World War I began July 28, 1914—100 years ago this week. The articles (and occasionally grasping historical parallels) have been coming fast and furious ever since. I especially recommend three. The Washington Post features an incredible gallery of WWI landscapes, then and now. Graham Allison in The Atlantic offers a clear-headed assessment of the similarities—and differences—between the conditions of 1914 and 2014. Finally, Stephen Walt in Foreign Policy breaks down the most significant lesson of WWI. He argues that historians focus too much on why the war began…and not enough why it lasted so long.
General Dempsey pens a level-headed assessment of organizational challenges facing the future U.S. military. He argues, as many others have, that the future of war is complex and networked—and that effective American institutions must be similarly agile. In a separate story that ties perfectly to this vision, this week General Amos—in one of his last acts as Commandant—lays the foundation for MARSOC as a full-featured career path within the Marine Corps.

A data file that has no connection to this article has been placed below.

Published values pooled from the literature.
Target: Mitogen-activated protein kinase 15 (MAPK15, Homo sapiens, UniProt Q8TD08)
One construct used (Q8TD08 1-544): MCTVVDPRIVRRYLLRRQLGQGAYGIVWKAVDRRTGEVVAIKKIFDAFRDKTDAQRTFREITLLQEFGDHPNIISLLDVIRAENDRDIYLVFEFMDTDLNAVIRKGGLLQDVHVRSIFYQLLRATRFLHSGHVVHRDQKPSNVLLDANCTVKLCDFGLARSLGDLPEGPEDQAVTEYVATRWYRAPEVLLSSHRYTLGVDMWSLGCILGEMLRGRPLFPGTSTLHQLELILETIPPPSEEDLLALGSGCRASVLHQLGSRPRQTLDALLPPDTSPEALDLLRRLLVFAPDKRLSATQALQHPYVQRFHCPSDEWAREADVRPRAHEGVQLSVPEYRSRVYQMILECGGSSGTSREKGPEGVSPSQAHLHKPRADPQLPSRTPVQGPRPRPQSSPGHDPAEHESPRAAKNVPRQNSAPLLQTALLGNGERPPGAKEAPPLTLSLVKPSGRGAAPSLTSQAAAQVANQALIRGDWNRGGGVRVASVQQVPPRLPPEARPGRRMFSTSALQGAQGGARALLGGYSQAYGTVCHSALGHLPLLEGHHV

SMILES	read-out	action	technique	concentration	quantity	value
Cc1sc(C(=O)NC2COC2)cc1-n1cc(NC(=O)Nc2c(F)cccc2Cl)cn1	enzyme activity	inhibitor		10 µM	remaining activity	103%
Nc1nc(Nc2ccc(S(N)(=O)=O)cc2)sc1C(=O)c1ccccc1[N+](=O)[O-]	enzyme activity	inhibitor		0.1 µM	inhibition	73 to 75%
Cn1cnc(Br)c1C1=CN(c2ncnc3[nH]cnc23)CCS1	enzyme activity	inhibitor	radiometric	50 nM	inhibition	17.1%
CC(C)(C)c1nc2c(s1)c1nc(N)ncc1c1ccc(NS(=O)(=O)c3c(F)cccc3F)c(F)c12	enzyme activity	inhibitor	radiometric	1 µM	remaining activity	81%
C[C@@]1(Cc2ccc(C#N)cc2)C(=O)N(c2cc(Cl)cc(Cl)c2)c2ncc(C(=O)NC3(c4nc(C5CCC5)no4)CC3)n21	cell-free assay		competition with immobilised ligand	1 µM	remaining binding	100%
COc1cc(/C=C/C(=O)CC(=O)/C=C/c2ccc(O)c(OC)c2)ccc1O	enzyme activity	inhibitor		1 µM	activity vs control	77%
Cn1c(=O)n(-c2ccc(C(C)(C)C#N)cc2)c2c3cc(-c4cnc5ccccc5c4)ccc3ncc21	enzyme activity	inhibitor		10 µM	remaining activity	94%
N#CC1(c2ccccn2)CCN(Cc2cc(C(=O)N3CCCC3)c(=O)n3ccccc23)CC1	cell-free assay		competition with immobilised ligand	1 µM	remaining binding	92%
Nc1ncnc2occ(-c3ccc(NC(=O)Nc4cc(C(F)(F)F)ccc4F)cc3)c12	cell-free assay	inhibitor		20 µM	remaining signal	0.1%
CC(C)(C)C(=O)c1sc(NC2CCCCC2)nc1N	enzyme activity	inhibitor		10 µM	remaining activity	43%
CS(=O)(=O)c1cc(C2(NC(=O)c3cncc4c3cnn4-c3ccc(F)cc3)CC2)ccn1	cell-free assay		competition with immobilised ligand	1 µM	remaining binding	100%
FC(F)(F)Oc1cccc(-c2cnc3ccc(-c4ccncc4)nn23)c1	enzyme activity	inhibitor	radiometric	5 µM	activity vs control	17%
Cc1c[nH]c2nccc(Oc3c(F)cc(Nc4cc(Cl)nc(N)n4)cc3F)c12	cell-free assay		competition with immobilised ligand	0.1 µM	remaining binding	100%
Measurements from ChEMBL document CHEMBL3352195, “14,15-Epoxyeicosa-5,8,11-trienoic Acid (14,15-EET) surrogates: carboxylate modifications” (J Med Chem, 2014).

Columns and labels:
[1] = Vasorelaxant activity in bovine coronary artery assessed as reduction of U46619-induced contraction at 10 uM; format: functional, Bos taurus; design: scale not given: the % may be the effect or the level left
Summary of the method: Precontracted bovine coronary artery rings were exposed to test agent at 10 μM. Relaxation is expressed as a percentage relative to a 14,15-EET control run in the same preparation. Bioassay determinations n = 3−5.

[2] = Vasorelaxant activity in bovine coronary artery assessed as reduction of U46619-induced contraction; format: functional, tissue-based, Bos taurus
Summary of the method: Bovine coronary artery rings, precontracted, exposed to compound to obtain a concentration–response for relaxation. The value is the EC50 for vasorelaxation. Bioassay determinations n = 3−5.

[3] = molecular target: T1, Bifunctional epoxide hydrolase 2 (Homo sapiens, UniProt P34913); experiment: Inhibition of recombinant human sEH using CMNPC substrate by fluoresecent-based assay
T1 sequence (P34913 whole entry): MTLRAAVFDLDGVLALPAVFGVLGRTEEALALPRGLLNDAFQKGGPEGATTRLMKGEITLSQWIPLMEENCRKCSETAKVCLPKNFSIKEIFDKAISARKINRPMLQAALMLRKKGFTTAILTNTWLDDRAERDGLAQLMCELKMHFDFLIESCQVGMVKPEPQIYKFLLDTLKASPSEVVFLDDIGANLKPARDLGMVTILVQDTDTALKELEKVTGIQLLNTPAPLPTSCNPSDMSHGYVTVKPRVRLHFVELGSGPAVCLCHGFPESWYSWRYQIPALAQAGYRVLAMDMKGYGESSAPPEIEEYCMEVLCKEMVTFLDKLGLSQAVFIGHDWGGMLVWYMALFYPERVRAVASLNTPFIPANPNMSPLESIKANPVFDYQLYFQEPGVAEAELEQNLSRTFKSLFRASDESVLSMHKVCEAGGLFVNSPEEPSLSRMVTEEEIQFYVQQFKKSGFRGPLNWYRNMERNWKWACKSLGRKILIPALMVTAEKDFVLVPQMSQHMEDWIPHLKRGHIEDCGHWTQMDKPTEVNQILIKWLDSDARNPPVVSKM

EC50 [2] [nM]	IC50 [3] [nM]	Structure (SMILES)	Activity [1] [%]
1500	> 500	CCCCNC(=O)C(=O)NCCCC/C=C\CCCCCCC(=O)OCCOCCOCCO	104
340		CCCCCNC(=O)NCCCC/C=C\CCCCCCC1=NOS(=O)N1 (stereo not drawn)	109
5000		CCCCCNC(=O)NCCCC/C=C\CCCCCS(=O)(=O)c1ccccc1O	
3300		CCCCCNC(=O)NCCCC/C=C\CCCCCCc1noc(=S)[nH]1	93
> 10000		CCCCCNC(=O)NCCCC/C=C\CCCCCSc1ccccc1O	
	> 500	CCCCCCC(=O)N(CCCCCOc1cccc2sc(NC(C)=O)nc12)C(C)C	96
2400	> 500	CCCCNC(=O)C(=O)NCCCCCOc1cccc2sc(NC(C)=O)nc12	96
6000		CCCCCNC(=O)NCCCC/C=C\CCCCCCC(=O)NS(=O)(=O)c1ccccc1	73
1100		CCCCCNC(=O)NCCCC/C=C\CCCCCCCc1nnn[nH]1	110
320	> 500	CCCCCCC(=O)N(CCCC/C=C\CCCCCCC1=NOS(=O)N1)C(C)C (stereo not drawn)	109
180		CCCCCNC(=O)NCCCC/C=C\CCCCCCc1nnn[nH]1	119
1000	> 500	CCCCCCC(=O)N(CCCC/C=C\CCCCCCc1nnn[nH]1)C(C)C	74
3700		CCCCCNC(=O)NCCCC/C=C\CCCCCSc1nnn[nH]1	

The A-10 is back in the news. General Mike Hostage, Air Combat Command commander, states that the A-10 no longer meets the requirements for deployment in the Middle East. He names the F-35 as the airframe’s logical successor—though as Kelley Sayler notes in The Best Defense, the F-35 continues to have plenty problems of its own. Meanwhile, at least one A-10 has a new and unexpected mission set: chasing tornadoes. If Helen Hunt and Bill Paxton had an A-10, this movie might have gone very differently:
And in case if you missed it, First Lady Michelle Obama pens a compelling op ed on veteran homelessness. She lauds the 182 local leaders who have now pledged to end veteran homelessness in their communities by 2015.
Weekend Reader bonus: videos and pictures of RIMPAC are out, and they’re inspiring. One awesome video of the 42-ship flotilla below.